Unemployment rate witnesses 1.4% points increase, as workforce participation rate increases this time
TURKSTAT revealed that the seasonally adjusted unemployment rate, which had decelerated to 10.6% from 13.1% in June, increased to 12.0% in July. Similarly, non-agriculture unemployment rate increased to 13.9% after falling to 12.3% from 15.0% last month. Note that TurkStat started to release employment statistics with a new methodology since January (published as independent monthly estimates instead of quarterly moving averages), which has so far been exposed to extreme volatility. Such volatility is partially due to the significant MoM changes in workforce participation rates (which should actually be rather stable). As such, we consider that analyzing the labour market statistics on a 3-month moving average (MA) basis would be a more useful approach.
Accordingly, on a 3-mo. MA basis, unemployment rate now stands at 11.8%, down from 13.1% in April. This improvement is mainly due to the ongoing acceleration in economic activity, particularly in the services sector, with the easing of pandemic related restrictions. Yet, the deceleration in workforce participation rate (to 50.7% from 50.9%) has also played some role in this outcome.
Workforce participation should increase considerably over the coming years, which would limit the improvement in the unemployment rate
The workforce participation rate, which had hovered around 53.0%-53.5% throughout 2018 and 2019, actually faced a dramatic decline with the pandemic and fell to below 48% levels. Although it has now risen to about 51%, it is well below pre-pandemic levels, which had been already well below the OECD average of 70-71%. The recently published medium-term program for 2022-2024 foresees a gradual rise in workforce participation rate to 53.6% in 2024. The likely mounting in the workforce in the following years means that a greater number of employment should be generated each year, in order to keep the unemployment rate at plausible levels.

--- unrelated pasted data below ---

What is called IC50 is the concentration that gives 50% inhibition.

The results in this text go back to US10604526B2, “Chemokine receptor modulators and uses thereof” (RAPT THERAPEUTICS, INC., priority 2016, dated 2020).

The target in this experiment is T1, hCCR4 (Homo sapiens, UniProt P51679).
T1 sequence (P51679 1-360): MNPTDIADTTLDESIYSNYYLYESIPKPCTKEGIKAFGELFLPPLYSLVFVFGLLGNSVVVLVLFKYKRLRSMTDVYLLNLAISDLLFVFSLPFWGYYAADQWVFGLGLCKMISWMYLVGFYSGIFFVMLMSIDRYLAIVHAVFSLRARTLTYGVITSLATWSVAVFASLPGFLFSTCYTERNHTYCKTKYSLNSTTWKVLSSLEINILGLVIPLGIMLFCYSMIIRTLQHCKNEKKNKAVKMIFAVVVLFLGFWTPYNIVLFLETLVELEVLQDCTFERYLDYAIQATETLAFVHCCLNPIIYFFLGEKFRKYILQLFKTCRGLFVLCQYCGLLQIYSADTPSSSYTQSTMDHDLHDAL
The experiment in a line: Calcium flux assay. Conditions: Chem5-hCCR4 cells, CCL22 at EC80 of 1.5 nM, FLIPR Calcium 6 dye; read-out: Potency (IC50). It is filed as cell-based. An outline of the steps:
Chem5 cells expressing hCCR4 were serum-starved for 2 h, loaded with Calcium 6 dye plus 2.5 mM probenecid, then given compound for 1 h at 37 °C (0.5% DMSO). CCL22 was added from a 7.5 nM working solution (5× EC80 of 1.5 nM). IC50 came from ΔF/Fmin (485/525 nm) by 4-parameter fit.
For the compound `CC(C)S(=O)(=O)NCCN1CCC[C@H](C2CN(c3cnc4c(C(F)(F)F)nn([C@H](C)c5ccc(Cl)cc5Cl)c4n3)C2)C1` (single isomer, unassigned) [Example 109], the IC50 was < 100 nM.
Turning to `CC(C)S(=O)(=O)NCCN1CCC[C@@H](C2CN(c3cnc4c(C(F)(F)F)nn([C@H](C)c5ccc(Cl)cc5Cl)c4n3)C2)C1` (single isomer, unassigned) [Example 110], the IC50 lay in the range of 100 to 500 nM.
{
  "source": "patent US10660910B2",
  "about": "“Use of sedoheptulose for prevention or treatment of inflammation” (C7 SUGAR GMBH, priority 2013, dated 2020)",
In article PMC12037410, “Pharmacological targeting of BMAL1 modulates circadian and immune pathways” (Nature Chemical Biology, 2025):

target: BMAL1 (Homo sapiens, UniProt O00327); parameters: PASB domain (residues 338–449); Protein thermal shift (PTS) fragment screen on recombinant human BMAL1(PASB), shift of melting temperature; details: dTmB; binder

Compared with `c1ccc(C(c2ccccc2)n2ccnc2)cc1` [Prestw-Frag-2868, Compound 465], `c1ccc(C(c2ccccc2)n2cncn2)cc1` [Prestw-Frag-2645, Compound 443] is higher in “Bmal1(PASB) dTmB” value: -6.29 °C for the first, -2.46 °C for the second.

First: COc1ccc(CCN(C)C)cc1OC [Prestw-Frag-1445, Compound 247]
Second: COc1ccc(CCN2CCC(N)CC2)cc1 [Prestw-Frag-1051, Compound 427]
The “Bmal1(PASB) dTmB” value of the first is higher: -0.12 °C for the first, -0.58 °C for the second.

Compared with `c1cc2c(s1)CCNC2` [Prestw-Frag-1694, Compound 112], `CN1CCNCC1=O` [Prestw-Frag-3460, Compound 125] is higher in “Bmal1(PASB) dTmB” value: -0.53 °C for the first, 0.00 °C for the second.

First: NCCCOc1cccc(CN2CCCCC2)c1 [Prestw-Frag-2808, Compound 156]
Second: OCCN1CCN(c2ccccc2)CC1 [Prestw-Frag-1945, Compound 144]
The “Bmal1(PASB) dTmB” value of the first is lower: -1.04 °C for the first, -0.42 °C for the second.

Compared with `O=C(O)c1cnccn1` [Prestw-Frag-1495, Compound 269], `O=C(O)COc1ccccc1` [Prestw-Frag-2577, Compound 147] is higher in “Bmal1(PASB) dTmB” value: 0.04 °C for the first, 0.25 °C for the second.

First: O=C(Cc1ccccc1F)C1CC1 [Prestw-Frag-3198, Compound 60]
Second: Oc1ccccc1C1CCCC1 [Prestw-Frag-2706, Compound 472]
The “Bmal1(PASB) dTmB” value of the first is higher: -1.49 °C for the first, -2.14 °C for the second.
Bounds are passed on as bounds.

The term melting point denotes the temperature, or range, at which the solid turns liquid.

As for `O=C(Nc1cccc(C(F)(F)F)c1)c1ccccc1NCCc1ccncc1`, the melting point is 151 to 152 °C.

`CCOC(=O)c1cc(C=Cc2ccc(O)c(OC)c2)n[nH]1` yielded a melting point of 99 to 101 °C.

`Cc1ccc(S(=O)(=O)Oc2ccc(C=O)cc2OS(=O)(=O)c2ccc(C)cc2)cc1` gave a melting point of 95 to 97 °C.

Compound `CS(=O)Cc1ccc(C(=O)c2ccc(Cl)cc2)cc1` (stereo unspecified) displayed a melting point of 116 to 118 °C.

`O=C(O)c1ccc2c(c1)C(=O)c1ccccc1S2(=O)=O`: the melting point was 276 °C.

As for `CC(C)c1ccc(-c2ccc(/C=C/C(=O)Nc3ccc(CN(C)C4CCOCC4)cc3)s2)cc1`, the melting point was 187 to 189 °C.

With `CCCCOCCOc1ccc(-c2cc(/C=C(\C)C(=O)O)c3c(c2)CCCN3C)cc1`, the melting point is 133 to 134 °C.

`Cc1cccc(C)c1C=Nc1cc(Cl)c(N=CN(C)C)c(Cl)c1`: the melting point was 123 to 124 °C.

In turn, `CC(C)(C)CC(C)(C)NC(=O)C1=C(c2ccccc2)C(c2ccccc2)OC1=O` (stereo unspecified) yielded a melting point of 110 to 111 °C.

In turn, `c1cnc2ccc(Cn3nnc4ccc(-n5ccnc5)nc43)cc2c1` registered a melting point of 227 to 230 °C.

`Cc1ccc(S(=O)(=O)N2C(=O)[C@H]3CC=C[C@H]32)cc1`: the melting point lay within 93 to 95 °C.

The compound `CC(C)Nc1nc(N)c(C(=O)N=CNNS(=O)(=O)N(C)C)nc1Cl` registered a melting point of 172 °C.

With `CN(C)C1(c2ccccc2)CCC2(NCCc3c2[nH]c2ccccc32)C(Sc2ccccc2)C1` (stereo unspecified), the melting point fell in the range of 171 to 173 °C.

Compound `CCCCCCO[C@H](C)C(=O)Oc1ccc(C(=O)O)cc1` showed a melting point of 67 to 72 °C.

Employment improvement lingers after the pandemic related sudden halt. Despite the monthly volatility in statistics, the pandemic related losses in employment seem to have now been fully offset. We see that employment after suffering some 3.1 million decline between Nov-19 and Apr-20 (2.45 million of this took place during the sudden halt after the pandemic), has increased by about 3.6 million since then. Yet, we should also note that layoff bans and short-term work allowance that was applied during the pandemic prevents a true analysis of the employment situation.
For July, number of employed increased by 454K for the service sectors, but fell by 287K in the industry sector. Yet, the above-mentioned volatility is also intact here (e.g.: there was a 295K rise in the industrial sector employment over the prior month). Focusing on 3-month averages, we see that the lingering employment growth is largely attributable to the services sector and that the trend in the industrial sector has slowed down considerably over the past few months.
Broad-based unemployment rate stands at 23.6%
For a better understanding of the labour market situation, broad-based unemployment rates would actually be more useful. TurkStat reveals that, when the time-related underemployed workers (eg: ones quitted with unpaid leave) and potential labor force (eg: discouraged workers) are included in calculations, unemployment rate stands at a very high level of 23.6%. Furthermore, if only the potential labor force is included, the unemployment rate would be 19.6% and if only time-related underemployed ones are included, it would be 16.3%
Serkan Gonencler, Economist, Inveo Invest
Follow our English language YouTube videos @ REAL TURKEY: https://www.youtube.com/channel/UCKpFJB4GFiNkhmpVZQ_d9Rg
And content at Twitter: @AtillaEng
Facebook: Real Turkey Channel: https://www.facebook.com/realturkeychannel/